Photo: James Bombales

A spring slowdown is occurring in both the resale and new home markets, brought on by low inventory and surging prices. 

In May, the seasonally adjusted annual rate of new home sales fell to an estimated 769,000 transactions, the lowest level in a year, according to the Census Bureau. New construction single-family home sales declined 5.9 percent month-over-month but remained 9.2 percent above May 2020 when 704,000 deals were inked.

The median sales price of a newly constructed home rose to $374,400, up 2.5 percent monthly and 16.6 percent over the same period last year. The high price of lumber, which peaked on May 10th at $1,711 per thousand board feet, increased the cost of a new home by nearly $36,000, according to an analysis by the National Association of Home Builders (NAHB). Many homebuilders opted to delay construction on new projects due to the lumber shortage and the soaring prices that came as a result of it.

There were 330,000 new single-family homes for sale in May, a 4.8 percent improvement over April’s inventory of 315,000 homes. Compared to May 2020, supply increased by 5.8 percent, illustrating the ramped-up pace of construction triggered by the growing demand for housing.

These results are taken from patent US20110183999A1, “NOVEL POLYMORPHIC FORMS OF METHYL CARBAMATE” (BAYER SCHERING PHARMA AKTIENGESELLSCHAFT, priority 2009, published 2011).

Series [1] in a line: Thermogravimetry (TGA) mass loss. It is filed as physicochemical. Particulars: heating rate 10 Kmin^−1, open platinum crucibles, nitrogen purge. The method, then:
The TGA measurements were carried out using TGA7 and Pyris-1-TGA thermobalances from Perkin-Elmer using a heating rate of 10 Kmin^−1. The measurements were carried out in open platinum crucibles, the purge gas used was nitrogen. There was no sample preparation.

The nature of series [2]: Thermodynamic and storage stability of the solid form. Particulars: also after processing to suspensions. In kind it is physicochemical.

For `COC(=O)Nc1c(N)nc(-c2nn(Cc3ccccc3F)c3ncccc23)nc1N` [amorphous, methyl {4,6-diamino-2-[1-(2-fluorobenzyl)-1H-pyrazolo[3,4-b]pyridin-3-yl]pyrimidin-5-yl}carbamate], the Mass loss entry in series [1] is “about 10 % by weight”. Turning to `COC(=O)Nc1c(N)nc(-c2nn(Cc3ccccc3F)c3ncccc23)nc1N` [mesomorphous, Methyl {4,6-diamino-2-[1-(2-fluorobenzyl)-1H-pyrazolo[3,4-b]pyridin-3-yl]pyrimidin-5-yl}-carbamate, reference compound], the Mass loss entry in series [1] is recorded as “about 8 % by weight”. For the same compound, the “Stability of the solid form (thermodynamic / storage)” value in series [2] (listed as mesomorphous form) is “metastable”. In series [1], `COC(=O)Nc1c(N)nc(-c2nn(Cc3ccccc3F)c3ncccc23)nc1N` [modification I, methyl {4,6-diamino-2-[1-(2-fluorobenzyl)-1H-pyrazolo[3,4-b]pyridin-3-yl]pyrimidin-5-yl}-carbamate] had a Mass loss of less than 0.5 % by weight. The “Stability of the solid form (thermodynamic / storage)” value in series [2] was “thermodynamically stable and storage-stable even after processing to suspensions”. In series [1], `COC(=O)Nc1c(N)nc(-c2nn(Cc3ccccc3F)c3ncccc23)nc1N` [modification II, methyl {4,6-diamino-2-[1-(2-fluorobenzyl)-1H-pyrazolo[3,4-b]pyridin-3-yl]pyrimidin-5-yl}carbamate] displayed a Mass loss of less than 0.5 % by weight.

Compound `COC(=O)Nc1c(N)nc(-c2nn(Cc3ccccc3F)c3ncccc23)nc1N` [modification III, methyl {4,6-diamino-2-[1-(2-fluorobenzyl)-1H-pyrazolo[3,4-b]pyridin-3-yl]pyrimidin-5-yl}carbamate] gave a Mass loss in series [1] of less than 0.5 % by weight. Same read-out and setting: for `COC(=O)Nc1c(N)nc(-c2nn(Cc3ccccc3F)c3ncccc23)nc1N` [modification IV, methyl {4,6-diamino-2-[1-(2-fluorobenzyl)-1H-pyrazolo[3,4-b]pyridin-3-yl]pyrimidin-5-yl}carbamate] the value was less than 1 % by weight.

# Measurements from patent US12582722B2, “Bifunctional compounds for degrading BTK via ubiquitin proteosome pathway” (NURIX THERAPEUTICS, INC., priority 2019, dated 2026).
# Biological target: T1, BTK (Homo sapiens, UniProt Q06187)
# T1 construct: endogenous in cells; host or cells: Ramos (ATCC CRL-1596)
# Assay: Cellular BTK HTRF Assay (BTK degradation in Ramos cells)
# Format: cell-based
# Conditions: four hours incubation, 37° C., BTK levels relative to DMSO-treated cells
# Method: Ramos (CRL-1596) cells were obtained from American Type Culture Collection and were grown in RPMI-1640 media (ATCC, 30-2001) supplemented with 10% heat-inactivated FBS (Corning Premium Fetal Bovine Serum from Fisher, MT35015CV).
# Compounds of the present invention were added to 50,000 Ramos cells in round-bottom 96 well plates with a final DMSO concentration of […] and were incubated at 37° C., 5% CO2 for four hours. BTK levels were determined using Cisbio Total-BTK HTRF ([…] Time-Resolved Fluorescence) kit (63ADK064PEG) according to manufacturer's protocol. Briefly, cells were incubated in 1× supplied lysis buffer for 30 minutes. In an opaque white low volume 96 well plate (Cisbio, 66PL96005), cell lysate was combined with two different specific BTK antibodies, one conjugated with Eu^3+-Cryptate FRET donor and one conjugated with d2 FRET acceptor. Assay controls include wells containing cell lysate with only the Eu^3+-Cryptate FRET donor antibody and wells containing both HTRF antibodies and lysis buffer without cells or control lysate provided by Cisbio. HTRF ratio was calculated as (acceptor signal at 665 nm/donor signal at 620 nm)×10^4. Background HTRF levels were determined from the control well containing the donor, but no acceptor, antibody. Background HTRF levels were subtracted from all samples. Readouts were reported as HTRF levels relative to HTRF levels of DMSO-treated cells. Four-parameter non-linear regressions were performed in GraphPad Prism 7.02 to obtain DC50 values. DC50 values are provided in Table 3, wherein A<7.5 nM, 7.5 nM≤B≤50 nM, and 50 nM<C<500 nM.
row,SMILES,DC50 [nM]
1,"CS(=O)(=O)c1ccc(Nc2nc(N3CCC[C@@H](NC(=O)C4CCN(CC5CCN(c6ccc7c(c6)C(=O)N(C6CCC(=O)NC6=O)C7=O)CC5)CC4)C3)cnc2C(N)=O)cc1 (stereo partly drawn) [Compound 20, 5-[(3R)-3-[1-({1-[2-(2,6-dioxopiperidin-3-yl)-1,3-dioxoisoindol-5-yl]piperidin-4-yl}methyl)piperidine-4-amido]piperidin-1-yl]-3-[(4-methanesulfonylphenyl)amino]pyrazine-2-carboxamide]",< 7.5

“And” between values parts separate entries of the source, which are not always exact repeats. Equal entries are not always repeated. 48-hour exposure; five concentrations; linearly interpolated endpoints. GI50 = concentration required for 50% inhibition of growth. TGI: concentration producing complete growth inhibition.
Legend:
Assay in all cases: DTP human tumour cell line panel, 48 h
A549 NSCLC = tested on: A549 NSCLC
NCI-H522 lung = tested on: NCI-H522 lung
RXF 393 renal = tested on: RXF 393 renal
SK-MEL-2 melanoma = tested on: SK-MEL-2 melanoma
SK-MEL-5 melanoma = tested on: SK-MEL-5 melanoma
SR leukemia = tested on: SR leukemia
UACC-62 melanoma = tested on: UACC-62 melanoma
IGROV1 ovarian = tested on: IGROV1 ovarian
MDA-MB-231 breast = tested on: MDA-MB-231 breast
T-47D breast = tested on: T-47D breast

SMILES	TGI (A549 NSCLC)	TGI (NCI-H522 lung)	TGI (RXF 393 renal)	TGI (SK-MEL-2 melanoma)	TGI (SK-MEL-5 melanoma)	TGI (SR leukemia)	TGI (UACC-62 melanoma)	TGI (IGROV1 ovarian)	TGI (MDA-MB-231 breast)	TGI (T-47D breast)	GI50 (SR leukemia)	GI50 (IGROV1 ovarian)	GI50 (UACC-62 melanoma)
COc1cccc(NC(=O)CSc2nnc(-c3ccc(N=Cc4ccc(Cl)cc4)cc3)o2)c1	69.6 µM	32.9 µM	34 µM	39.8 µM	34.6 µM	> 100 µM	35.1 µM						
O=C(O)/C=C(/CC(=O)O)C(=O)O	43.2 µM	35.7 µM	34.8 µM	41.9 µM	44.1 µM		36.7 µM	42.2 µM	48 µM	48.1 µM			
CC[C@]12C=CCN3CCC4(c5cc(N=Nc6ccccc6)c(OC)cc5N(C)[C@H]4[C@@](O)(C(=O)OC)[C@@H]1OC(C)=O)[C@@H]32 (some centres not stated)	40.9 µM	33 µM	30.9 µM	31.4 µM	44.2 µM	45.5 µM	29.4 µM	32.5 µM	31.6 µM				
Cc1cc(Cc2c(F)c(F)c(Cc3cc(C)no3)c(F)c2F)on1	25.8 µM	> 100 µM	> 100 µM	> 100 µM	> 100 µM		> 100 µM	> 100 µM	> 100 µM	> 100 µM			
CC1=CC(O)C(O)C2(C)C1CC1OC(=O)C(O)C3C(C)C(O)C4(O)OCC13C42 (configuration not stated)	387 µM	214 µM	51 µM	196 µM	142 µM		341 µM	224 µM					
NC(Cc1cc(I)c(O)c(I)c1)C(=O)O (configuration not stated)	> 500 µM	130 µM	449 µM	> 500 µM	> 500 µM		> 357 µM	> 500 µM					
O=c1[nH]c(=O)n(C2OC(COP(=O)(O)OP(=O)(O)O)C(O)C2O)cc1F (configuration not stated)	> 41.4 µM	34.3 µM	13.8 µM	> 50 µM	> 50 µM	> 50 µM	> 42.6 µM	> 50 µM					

May logged a 5.1-month supply of new homes at the current sales pace, a 10.9 percent bump up from April’s 4.6-month supply. Still, unsold inventory is down 3.8 percent from one year ago when there were 5.6 months of supply, approaching ‘balanced’ market conditions.

New home sales plummeted 14.5 percent monthly in the South and were unchanged in the Midwest. Meanwhile, sales jumped 33 percent in the Northeast and 4.8 percent in the West. On an annual basis, new home sales climbed in all regions of the country, led by the Northeast at 57.6 percent, followed by the Midwest at 28.4 percent.

The number of pre-construction homes that were sold in May totaled 276,000, a slight decline from April but 55 percent above the 157,000 sold-but-not-yet-started homes recorded a year ago at the beginning of the pandemic. Pre-construction and under-construction home sales have tapered off since early this year as some buyers have decided to delay their new home purchases until prices stabilize.

However, with lumber futures on a rapid descent, homebuilders could soon begin increasing their output, bringing down prices and attracting more buyers.

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